Baby Food Class Action Lawsuits Filed Over Toxic Heavy Metal Levels

Following the release of a U.S. Congressional report last week that concluded high levels of toxic heavy metals are present in many popular baby foods, numerous class action lawsuits were filed in multiple federal courts against major baby food manufacturers.

In addition to the lawsuit filed on February 5th against Campbell Soup’s subsidiary Plum, PBC, (Plum), makers of the “Plum Organics” brand of baby food, claims were also filed against Gerber (d/b/a Nestlé Nutrition) and Beech-Nut Nutrition alleging these manufacturers also falsely advertised their products as safe for children while intentionally allowing their products to contain dangerous levels of heavy metals, such as lead and arsenic. These metals are toxic to infants and may result in permanent neurological damage.

The U.S. House of Representatives Subcommittee on Economic and Consumer Policy published a report (PDF) on toxic metals in baby food products February 4, which highlighted internal documents and testing data Nurture, Inc., Beech-Nut, Hain and Gerber, but indicated that at least three other manufacturers -Walmart (Parent’s Choice), Sprout Organic Foods, and Campbell (Plum Organics) refused to comply with the investigation.

The report states – “Walmart, Campbell, and Sprout Organic Foods refused to cooperate with the Subcommittee’s investigation.”… “The Subcommittee is greatly concerned that their lack of cooperation might be obscuring the presence of even higher levels of toxic heavy metals in their baby food products than their competitors’ products.”

The Gerber Complaint (PDF) was filed in the U.S. District Court for the District of New Jersey on February 5th. The report found Gerber only tests its ingredients, and not the final product before offering it for sale to stores. However, the findings indicated that Gerber used batches of rice flour that contained more than 90 parts per billion of arsenic. Some ingredients used by the company contained nearly 50 ppb of lead, 87 ppb of cadmium, and the company rarely even tested for mercury, according to allegations raised in the lawsuit.

The complaint alleges Gerber’s practices recklessly endanger babies and children, and prevented the company from ever knowing the full extent of the dangers presented by their products. The complaint further alleges these practices allow the manufacturer to blindly fail to recognize and label the nutritional ingredients of the products accordingly to warn parents and consumers.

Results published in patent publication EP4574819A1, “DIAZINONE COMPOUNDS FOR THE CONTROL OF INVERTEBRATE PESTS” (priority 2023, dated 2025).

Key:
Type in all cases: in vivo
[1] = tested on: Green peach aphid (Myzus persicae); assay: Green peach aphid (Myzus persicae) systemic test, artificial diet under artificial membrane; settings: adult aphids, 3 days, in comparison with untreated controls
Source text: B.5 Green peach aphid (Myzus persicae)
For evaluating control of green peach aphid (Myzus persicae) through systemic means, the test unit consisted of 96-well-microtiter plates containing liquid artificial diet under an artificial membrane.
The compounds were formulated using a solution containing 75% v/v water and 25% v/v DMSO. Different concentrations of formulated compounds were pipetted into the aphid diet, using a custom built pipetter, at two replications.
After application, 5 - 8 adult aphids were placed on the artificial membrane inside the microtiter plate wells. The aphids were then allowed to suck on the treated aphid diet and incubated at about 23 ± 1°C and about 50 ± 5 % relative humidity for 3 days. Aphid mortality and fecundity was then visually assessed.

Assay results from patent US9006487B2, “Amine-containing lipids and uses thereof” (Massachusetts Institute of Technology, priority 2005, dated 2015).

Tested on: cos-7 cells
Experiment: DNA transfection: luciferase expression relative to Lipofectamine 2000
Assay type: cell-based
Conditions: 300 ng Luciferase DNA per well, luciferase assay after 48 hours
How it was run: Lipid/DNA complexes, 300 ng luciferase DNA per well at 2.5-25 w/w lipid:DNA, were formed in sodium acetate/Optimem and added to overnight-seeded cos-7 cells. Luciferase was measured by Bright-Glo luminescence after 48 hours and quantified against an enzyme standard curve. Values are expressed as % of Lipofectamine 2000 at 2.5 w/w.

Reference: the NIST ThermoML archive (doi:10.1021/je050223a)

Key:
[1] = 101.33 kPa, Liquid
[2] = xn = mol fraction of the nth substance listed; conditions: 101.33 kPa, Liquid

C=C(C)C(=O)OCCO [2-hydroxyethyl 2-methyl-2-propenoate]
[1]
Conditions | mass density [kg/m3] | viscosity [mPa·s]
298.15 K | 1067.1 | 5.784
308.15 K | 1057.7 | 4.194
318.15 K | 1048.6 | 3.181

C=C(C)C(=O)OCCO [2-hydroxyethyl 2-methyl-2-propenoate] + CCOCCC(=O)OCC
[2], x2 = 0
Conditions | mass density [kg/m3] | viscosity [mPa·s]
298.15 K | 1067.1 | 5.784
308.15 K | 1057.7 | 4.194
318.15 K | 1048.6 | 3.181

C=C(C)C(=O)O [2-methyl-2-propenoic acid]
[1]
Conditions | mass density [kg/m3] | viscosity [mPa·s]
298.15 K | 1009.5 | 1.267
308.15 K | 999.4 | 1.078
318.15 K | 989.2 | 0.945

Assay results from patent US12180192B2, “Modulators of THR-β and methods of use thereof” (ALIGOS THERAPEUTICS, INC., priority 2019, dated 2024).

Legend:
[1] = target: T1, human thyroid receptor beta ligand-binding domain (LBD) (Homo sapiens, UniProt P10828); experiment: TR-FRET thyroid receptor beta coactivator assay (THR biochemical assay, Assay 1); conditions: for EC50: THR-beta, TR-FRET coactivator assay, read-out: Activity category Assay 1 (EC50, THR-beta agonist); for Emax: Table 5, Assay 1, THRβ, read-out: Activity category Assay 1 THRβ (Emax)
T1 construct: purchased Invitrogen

Similar allegations were raised in a complaint against Beech-Nut (PDF), filed in the U.S. District Court for the Northern District of New York on February 5, in which plaintiffs alleged the manufacturers made false representations to increase sales, while putting children’s lives and futures at risk.

The Congressional report found some baby foods had more than 91 times the maximum level of arsenic allowed in bottled water; 177 times the allowable levels of lead, 69 times the limits on cadmium, and five times the levels of allowable mercury.

Baby food companies rarely test their products for contaminants before sending jars to retail shelves, and the FDA does not set limits on heavy metals in baby foods, with the exception for arsenic in rice cereal only. That limit was set by the FDA specifically for infant rice cereal in 2016 at 100 parts per billion.

Subcommittee Report Conclusions

The Subcommittee’s investigation proves that commercial baby foods contain dangerous levels of arsenic, lead, mercury, and cadmium. These toxic heavy metals pose serious health risks to babies and toddlers. Manufacturers knowingly sell these products to unsuspecting parents, in spite of internal company standards and test results, and without any warning labeling whatsoever.

Last year, the Trump administration ignored new information contained in a secret industry presentation to federal regulators about toxic heavy metals in baby foods. On August 1, 2019, FDA received a secret slide presentation from Hain, the maker of Earth’s Best Organic baby food, which revealed that finished baby food products contain even higher levels of toxic heavy metals than estimates based on individual ingredient test results. One heavy metal in particular, inorganic arsenic, was repeatedly found to be present at 28-93% higher levels than estimated.

The time is now for FDA to determine whether there is any safe exposure level for babies to inorganic arsenic, lead, cadmium, and mercury, to require manufacturers to meet those levels, and to inform consumers through labels

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